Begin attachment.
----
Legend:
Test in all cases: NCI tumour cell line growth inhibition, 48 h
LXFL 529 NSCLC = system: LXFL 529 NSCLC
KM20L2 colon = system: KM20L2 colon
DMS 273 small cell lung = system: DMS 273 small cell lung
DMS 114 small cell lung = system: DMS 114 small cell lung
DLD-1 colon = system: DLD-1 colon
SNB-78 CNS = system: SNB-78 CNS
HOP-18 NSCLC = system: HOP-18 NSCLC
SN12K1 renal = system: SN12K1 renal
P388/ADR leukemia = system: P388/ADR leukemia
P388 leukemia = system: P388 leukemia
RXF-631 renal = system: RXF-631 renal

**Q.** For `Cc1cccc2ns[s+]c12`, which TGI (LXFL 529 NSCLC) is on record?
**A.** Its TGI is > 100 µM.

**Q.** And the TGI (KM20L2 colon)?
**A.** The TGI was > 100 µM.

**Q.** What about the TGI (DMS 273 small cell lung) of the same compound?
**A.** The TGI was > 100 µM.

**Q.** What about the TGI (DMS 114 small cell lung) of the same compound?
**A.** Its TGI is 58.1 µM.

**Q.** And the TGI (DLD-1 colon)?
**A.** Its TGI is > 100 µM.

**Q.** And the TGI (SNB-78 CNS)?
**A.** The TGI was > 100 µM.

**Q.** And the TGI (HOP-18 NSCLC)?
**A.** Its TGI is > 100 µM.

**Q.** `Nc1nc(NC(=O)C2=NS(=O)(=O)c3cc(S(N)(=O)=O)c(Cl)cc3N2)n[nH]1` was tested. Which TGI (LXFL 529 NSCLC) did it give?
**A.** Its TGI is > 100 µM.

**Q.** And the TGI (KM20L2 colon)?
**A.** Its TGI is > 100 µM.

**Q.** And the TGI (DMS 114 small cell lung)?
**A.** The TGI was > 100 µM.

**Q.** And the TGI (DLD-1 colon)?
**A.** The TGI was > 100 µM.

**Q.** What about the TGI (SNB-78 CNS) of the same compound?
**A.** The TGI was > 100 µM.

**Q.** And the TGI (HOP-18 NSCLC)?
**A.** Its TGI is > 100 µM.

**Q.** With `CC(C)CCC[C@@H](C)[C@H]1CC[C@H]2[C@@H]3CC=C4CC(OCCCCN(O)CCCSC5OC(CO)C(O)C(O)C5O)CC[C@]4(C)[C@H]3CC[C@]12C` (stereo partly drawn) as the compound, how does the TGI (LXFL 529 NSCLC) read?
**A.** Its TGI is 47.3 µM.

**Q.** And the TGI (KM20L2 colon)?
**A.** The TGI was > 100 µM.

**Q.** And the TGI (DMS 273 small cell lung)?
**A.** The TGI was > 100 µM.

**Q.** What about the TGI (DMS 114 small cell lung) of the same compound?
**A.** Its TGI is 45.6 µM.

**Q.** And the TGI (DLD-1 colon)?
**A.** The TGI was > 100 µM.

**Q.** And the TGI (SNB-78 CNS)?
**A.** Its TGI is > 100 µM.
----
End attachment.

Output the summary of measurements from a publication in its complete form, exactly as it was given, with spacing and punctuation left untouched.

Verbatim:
Legend:
Test in all cases: NCI tumour cell line growth inhibition, 48 h
LXFL 529 NSCLC = system: LXFL 529 NSCLC
KM20L2 colon = system: KM20L2 colon
DMS 273 small cell lung = system: DMS 273 small cell lung
DMS 114 small cell lung = system: DMS 114 small cell lung
DLD-1 colon = system: DLD-1 colon
SNB-78 CNS = system: SNB-78 CNS
HOP-18 NSCLC = system: HOP-18 NSCLC
SN12K1 renal = system: SN12K1 renal
P388/ADR leukemia = system: P388/ADR leukemia
P388 leukemia = system: P388 leukemia
RXF-631 renal = system: RXF-631 renal

**Q.** For `Cc1cccc2ns[s+]c12`, which TGI (LXFL 529 NSCLC) is on record?
**A.** Its TGI is > 100 µM.

**Q.** And the TGI (KM20L2 colon)?
**A.** The TGI was > 100 µM.

**Q.** What about the TGI (DMS 273 small cell lung) of the same compound?
**A.** The TGI was > 100 µM.

**Q.** What about the TGI (DMS 114 small cell lung) of the same compound?
**A.** Its TGI is 58.1 µM.

**Q.** And the TGI (DLD-1 colon)?
**A.** Its TGI is > 100 µM.

**Q.** And the TGI (SNB-78 CNS)?
**A.** The TGI was > 100 µM.

**Q.** And the TGI (HOP-18 NSCLC)?
**A.** Its TGI is > 100 µM.

**Q.** `Nc1nc(NC(=O)C2=NS(=O)(=O)c3cc(S(N)(=O)=O)c(Cl)cc3N2)n[nH]1` was tested. Which TGI (LXFL 529 NSCLC) did it give?
**A.** Its TGI is > 100 µM.

**Q.** And the TGI (KM20L2 colon)?
**A.** Its TGI is > 100 µM.

**Q.** And the TGI (DMS 114 small cell lung)?
**A.** The TGI was > 100 µM.

**Q.** And the TGI (DLD-1 colon)?
**A.** The TGI was > 100 µM.

**Q.** What about the TGI (SNB-78 CNS) of the same compound?
**A.** The TGI was > 100 µM.

**Q.** And the TGI (HOP-18 NSCLC)?
**A.** Its TGI is > 100 µM.

**Q.** With `CC(C)CCC[C@@H](C)[C@H]1CC[C@H]2[C@@H]3CC=C4CC(OCCCCN(O)CCCSC5OC(CO)C(O)C(O)C5O)CC[C@]4(C)[C@H]3CC[C@]12C` (stereo partly drawn) as the compound, how does the TGI (LXFL 529 NSCLC) read?
**A.** Its TGI is 47.3 µM.

**Q.** And the TGI (KM20L2 colon)?
**A.** The TGI was > 100 µM.

**Q.** And the TGI (DMS 273 small cell lung)?
**A.** The TGI was > 100 µM.

**Q.** What about the TGI (DMS 114 small cell lung) of the same compound?
**A.** Its TGI is 45.6 µM.

**Q.** And the TGI (DLD-1 colon)?
**A.** The TGI was > 100 µM.

**Q.** And the TGI (SNB-78 CNS)?
**A.** Its TGI is > 100 µM.